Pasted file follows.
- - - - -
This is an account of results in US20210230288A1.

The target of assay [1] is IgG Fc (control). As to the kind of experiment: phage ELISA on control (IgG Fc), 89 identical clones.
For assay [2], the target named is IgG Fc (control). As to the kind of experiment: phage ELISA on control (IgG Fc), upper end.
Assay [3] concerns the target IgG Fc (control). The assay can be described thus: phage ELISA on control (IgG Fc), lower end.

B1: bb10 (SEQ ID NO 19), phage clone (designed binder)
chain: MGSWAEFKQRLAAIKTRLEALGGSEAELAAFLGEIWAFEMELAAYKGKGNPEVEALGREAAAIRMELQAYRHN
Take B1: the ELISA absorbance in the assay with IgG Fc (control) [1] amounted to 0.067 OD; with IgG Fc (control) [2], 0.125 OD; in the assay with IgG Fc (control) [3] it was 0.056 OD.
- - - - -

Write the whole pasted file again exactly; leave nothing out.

This is an account of results in US20210230288A1.

The target of assay [1] is IgG Fc (control). As to the kind of experiment: phage ELISA on control (IgG Fc), 89 identical clones.
For assay [2], the target named is IgG Fc (control). As to the kind of experiment: phage ELISA on control (IgG Fc), upper end.
Assay [3] concerns the target IgG Fc (control). The assay can be described thus: phage ELISA on control (IgG Fc), lower end.

B1: bb10 (SEQ ID NO 19), phage clone (designed binder)
chain: MGSWAEFKQRLAAIKTRLEALGGSEAELAAFLGEIWAFEMELAAYKGKGNPEVEALGREAAAIRMELQAYRHN
Take B1: the ELISA absorbance in the assay with IgG Fc (control) [1] amounted to 0.067 OD; with IgG Fc (control) [2], 0.125 OD; in the assay with IgG Fc (control) [3] it was 0.056 OD.